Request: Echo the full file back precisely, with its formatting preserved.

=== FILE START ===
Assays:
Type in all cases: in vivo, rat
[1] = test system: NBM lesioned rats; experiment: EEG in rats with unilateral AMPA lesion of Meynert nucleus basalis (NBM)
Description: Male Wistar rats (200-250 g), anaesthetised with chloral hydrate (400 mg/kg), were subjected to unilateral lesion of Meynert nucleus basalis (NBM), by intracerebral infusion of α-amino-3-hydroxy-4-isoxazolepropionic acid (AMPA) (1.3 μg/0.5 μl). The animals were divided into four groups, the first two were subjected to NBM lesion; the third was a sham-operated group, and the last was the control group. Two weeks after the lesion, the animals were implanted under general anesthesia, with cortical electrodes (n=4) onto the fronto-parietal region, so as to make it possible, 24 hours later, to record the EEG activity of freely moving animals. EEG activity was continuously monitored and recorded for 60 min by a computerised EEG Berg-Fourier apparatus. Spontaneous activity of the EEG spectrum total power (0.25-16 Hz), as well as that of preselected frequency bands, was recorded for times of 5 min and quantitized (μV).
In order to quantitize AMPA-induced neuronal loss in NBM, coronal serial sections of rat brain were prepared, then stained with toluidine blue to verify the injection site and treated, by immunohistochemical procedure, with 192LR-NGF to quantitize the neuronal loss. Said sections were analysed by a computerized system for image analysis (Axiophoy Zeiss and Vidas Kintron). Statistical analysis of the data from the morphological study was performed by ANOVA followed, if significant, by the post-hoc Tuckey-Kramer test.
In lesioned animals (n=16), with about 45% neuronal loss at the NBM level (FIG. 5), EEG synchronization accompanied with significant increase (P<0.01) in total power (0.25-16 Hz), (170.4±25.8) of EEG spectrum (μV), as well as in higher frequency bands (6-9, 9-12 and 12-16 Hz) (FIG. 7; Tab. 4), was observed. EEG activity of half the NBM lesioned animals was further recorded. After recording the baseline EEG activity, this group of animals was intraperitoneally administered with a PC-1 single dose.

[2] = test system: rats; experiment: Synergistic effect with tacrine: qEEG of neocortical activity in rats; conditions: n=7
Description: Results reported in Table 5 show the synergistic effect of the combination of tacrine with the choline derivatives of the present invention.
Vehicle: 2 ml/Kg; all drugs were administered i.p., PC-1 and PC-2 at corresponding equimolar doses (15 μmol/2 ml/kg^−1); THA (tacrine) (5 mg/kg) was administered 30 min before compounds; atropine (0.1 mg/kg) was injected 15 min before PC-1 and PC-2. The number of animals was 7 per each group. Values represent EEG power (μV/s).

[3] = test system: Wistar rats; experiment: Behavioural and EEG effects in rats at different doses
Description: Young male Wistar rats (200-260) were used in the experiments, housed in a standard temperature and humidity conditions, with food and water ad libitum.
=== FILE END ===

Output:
Assays:
Type in all cases: in vivo, rat
[1] = test system: NBM lesioned rats; experiment: EEG in rats with unilateral AMPA lesion of Meynert nucleus basalis (NBM)
Description: Male Wistar rats (200-250 g), anaesthetised with chloral hydrate (400 mg/kg), were subjected to unilateral lesion of Meynert nucleus basalis (NBM), by intracerebral infusion of α-amino-3-hydroxy-4-isoxazolepropionic acid (AMPA) (1.3 μg/0.5 μl). The animals were divided into four groups, the first two were subjected to NBM lesion; the third was a sham-operated group, and the last was the control group. Two weeks after the lesion, the animals were implanted under general anesthesia, with cortical electrodes (n=4) onto the fronto-parietal region, so as to make it possible, 24 hours later, to record the EEG activity of freely moving animals. EEG activity was continuously monitored and recorded for 60 min by a computerised EEG Berg-Fourier apparatus. Spontaneous activity of the EEG spectrum total power (0.25-16 Hz), as well as that of preselected frequency bands, was recorded for times of 5 min and quantitized (μV).
In order to quantitize AMPA-induced neuronal loss in NBM, coronal serial sections of rat brain were prepared, then stained with toluidine blue to verify the injection site and treated, by immunohistochemical procedure, with 192LR-NGF to quantitize the neuronal loss. Said sections were analysed by a computerized system for image analysis (Axiophoy Zeiss and Vidas Kintron). Statistical analysis of the data from the morphological study was performed by ANOVA followed, if significant, by the post-hoc Tuckey-Kramer test.
In lesioned animals (n=16), with about 45% neuronal loss at the NBM level (FIG. 5), EEG synchronization accompanied with significant increase (P<0.01) in total power (0.25-16 Hz), (170.4±25.8) of EEG spectrum (μV), as well as in higher frequency bands (6-9, 9-12 and 12-16 Hz) (FIG. 7; Tab. 4), was observed. EEG activity of half the NBM lesioned animals was further recorded. After recording the baseline EEG activity, this group of animals was intraperitoneally administered with a PC-1 single dose.

[2] = test system: rats; experiment: Synergistic effect with tacrine: qEEG of neocortical activity in rats; conditions: n=7
Description: Results reported in Table 5 show the synergistic effect of the combination of tacrine with the choline derivatives of the present invention.
Vehicle: 2 ml/Kg; all drugs were administered i.p., PC-1 and PC-2 at corresponding equimolar doses (15 μmol/2 ml/kg^−1); THA (tacrine) (5 mg/kg) was administered 30 min before compounds; atropine (0.1 mg/kg) was injected 15 min before PC-1 and PC-2. The number of animals was 7 per each group. Values represent EEG power (μV/s).

[3] = test system: Wistar rats; experiment: Behavioural and EEG effects in rats at different doses
Description: Young male Wistar rats (200-260) were used in the experiments, housed in a standard temperature and humidity conditions, with food and water ad libitum.